I was pondering the string model again this morning, and I realized that it was an interesting but not entirely adequate model for the Encke Gap. The Encke Gap isn't a black string at all—it is where two semi-infinite bright planes meet with a small gap between them. This is an important distinction because at a basic level, we're not talking about a long string of Airy disks, but a semi-infinite plane of Airy disks. The edge of a semi-infinite plane won't be a bright line of Airy disks with a sharp set of diffraction rings, but instead a smearing of partial disks nearing the edge, all convolved with their mutual ringing patterns. So in our perfect experiment on just one semi-infinite plane, its edge with an abrupt terminus would not have a sharp edge, but a diffraction smearing across the pixels spanning the edge. And of course, the Gibbs effect would frustrate any attempts at sharpening, given how discrete subito pianissimo transitions are disliked by signal processing.
To test such a hypothesis on the Gap itself, we would need a telescope high above the atmosphere to preserve the Airy pattern and to eliminate the potential artifacts from the sharpening required to try to reconstruct it. The Hubble happens to be such a telescope. And the fact that its diameter is almost—but not quite—large enough to "resolve" the Gap (per the half-angle Rayleigh criterion) ends up making the Gap a useful case study after all.
I found a recent image worthy of study—one from 4 July of this year (at 19:00 UTC, to be precise):
Saturn's parameters at that instant were
- Distance = 1351.494 million km
- Rings diameter = 42.85"
- Gap = 0.0496"
The Hubble parameters are
- Diameter = 2.400m
- Airy disk radius (half-angle) = 0.0562" @ 536 nm (green)
For pixel dimensions, I just used the green channel. The width across the rings was 1055 pixels, which gave a pixel dimension of 24.62 pixels/". This put 1.384 pixels across the Airy disk half-angle—the Rayleigh criterion for resolution. At this pixel pitch, the Encke Gap should be 1.221 pixels—11.8% below the resolution limit.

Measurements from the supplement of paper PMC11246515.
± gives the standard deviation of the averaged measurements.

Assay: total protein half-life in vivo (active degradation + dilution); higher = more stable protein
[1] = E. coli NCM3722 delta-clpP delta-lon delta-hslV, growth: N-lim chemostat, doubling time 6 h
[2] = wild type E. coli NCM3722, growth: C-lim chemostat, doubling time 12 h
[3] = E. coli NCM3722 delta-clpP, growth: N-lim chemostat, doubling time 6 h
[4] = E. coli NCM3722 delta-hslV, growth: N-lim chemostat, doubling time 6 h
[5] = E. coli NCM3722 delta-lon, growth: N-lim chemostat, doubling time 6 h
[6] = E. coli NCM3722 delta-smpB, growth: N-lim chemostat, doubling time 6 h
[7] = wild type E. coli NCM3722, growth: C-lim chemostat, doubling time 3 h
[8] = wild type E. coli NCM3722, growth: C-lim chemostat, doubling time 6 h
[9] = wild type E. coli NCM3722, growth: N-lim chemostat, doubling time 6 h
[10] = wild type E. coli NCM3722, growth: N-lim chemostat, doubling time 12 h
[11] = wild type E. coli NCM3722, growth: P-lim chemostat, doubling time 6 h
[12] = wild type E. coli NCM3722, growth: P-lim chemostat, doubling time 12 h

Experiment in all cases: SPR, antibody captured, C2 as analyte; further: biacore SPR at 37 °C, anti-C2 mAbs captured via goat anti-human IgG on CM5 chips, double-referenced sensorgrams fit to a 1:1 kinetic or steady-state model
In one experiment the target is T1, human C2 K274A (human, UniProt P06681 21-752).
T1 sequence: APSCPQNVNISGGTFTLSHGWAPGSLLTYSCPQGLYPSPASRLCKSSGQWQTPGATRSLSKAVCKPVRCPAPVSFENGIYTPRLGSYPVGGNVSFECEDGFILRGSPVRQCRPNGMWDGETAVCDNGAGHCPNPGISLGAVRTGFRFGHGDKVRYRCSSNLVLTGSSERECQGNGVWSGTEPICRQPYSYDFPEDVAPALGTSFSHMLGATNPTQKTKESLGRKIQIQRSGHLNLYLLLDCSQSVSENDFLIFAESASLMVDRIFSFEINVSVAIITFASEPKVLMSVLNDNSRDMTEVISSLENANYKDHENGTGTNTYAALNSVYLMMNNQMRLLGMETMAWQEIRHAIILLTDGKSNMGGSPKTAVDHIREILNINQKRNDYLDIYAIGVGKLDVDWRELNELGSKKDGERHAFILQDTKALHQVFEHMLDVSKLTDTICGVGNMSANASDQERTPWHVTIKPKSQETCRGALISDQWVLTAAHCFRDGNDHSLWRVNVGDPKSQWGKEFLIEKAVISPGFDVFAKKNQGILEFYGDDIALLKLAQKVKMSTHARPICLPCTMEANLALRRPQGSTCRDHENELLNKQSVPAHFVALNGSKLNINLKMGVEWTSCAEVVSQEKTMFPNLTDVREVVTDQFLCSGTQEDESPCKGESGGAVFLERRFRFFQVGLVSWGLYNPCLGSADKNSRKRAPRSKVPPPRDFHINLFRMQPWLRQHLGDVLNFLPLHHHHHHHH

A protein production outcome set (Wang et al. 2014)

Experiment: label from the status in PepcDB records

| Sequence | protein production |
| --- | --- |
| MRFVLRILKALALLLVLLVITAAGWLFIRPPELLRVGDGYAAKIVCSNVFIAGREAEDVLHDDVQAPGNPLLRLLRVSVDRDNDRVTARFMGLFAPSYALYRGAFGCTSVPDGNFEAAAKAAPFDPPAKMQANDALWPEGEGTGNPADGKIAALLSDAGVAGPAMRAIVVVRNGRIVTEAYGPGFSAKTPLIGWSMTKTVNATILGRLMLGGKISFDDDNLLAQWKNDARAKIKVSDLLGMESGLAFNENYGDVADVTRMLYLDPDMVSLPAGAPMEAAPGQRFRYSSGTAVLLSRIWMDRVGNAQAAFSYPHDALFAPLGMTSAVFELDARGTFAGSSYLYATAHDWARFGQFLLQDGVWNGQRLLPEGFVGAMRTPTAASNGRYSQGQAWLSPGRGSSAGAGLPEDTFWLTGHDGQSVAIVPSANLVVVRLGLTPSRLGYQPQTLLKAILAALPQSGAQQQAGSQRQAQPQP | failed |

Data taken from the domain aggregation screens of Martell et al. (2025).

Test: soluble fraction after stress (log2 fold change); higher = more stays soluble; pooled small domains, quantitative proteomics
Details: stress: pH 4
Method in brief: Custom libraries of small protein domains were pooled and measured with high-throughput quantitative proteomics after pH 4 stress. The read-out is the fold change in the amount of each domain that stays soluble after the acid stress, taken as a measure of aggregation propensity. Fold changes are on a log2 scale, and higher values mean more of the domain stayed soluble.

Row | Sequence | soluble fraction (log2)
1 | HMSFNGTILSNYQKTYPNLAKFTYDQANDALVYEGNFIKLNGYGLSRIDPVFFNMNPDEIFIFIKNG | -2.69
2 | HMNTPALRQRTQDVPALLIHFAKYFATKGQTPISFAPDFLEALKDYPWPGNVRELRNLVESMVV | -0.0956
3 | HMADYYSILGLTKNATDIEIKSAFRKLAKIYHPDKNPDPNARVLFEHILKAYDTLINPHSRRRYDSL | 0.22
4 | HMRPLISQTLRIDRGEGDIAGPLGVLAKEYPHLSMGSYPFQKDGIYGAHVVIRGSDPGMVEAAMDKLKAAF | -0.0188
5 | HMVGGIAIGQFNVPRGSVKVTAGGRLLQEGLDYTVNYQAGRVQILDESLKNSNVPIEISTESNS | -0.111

The actual Gap in the image told a different story. The brightness of the edges of the two semi-infinite planes starts to fall off well before the actual edges of both. I plotted the intensity (i.e., the green level from 0 to 255) across the gap, centered on the dimmest pixel. I did this for both, and for symmetry I plotted them radially from the center of the planet. For a ground truth comparison of quantization levels, I went to the Cassini mosaic of the rings, which is resolved well below the width of the Gap.
The intensity level (0-255) across the gap matched to first order. But the shape of the subito pianissimo Gap was much less sharp and much wider in the Hubble image. The Gap in the Cassini image notably does not fall to 0 levels (apparently it's not an empty gap); the Hubble Gap does even less so. I assume this is because the Gap in the Hubble image is still filled with first-order falloff of Airy disks at the edges of the semi-infinite planes.
So the effect of the Airy disk is to smear the sharp edge of a semi-infinite plane—not just into the adjacent darkness, but also the darkness into the bright plane. You can see this at another semi-infinite plane in the image: the outer edge of the rings also shows a smearing vice a gradual falloff. For the convolved Gap, the dark lane appears to be smeared around 2 radii from the edge. So for our experimental scope above the atmosphere, instead of a bright Gibbs ring from sharpening, we have a filed down edge that widens the high-contrast feature.
Edited by BQ Octantis, 27 August 2020 - 05:21 AM.